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Living the Kenyan life Pole Pole (slowly)

Mwaluganje Elephant Sanctuary

sunny 24 °C

Sorry for the long wait but internet access is not really heard of in the middle of an elephant sanctuary and this is my first full day off since I left.

The travelling to our first base went smoothly (well the Kenyan roads weren't so but it made it more fun). For the first twelve days I was based at Mwaluganje Elephant Sanctuary in the Shimba Hills. It was absolutely breath taking, the campsite was on the top of a hill and we overlooked an area that is populated with around 200 elephants and is also a route used by them when they migrate so not a morning passed without seeing an elephant before breakfast.

The camp was not as basic as I first thought, we had two standard toilets which flushed most of the time and the showers worked enough to get rid of the layers of dirt we would all end up coated in by the end of the day but hairwashing was very restricted and I had to put up with washing it every 6 days. The food is great, chapattis are amazing I could live off them!! The staff are really supportive too so you always feel at ease.

My time there was split between game drives, making elephant dung paper, helping at the local school, digging, hoeing and planting.

I was really lucky on the game drives and at one point we were in the middle of a herd of approximately 50 bull elephants a couple of which were not too impressed by us and they pretended to charge but there was always a ranger on hand which was reassuring.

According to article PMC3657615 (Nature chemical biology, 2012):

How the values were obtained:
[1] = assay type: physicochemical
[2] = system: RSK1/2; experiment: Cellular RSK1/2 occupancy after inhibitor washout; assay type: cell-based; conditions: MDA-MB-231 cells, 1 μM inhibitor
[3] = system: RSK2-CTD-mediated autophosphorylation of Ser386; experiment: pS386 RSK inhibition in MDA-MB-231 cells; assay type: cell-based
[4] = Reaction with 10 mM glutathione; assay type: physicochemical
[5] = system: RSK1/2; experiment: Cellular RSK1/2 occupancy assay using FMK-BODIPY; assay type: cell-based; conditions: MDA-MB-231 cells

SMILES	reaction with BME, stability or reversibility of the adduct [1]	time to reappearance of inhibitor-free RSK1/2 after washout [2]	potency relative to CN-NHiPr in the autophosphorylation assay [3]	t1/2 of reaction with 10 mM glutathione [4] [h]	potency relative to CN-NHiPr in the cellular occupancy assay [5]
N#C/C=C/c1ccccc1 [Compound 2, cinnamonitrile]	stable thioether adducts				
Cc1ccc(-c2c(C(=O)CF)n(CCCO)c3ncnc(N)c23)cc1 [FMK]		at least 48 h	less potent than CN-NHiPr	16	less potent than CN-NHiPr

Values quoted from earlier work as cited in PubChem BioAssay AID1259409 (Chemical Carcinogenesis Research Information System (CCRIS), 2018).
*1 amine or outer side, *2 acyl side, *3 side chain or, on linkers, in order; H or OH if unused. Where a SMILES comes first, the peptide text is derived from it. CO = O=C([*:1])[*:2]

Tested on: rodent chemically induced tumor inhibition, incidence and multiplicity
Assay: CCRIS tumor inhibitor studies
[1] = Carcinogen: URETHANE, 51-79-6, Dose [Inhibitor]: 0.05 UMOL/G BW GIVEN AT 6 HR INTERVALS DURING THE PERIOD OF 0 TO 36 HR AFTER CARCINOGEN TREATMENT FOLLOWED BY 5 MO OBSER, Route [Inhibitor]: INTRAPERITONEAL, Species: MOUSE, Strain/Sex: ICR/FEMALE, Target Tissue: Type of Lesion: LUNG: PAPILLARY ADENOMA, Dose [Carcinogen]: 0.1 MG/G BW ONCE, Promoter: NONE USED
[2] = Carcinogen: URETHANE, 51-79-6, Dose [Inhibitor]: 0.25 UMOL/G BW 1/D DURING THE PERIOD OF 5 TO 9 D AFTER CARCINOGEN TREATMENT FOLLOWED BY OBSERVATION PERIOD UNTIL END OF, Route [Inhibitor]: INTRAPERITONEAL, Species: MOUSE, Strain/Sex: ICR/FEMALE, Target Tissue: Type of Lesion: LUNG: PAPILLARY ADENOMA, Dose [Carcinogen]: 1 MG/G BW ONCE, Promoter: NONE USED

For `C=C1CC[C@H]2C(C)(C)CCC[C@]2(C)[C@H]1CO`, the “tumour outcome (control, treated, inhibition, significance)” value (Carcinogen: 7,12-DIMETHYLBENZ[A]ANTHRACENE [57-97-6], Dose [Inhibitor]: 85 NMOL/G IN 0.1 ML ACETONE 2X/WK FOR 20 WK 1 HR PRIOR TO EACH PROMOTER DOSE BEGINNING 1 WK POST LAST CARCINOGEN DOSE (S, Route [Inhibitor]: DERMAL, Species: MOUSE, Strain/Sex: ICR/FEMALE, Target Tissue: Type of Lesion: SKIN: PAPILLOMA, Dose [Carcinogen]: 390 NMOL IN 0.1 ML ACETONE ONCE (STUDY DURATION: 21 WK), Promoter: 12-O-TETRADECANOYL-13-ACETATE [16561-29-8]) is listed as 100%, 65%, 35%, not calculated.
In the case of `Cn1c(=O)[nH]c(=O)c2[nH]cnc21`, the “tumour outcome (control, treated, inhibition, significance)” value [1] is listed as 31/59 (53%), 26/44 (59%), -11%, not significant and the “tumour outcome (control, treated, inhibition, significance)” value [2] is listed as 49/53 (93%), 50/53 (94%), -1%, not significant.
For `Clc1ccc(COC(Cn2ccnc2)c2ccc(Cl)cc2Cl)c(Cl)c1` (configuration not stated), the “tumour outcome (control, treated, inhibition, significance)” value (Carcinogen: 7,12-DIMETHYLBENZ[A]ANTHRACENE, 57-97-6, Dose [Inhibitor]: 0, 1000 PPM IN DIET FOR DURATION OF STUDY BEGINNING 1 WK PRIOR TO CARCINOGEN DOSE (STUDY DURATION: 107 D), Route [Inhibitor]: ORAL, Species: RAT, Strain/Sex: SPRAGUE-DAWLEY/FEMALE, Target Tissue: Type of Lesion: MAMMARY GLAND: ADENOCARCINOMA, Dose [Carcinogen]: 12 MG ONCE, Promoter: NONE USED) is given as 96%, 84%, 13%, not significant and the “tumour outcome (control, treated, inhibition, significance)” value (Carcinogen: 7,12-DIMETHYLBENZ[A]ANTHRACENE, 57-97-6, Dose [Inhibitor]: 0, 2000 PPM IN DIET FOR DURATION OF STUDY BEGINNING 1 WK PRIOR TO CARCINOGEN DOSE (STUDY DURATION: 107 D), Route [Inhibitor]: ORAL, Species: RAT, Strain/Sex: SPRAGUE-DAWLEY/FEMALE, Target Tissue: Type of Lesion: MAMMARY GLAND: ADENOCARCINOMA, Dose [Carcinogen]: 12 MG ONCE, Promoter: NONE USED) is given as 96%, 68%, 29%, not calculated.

Visiting the school was such a humbling experience, the kids have nothing, most of them don't even have shoes on their feet but they are so happy and love to learn and always help when they see you struggling with a heavy wheelbarrow even if they are half my size. They are also amazing at sport and even though I tried my hardest my volleyball skills were definatelty not up to their standards!

The low point of my trip so far has to be the fact that I had an ant living deep in my ear but after a lot of struggling i finally managed to get it out and let it free so I really am turning into a bush baby :-)

Making the elephant dung paper was fun, the dung had already been sterilised so it wasn't as dirty as I first thought but it does have a certain smell which has taken over my backpack!!!

Hoeing and digging! Where do I start! We spent most of our day hoeing paths, vegetable patches, digging out trees and planting more and it is exhausting but was rewarding when you could see the patch that you had cleared.

Spare time was spent in the sun (the weather has been great it only rains for about half an hour a day) and in the evenings we would sit around the camp fire with friends chatting and relaxing.

Sorry its bitty but this all happened a week ago and I can't remember much more...hakuna matata!

Badai!

Posted by rachel.don 02:25 Archived in Kenya Tagged volunteer

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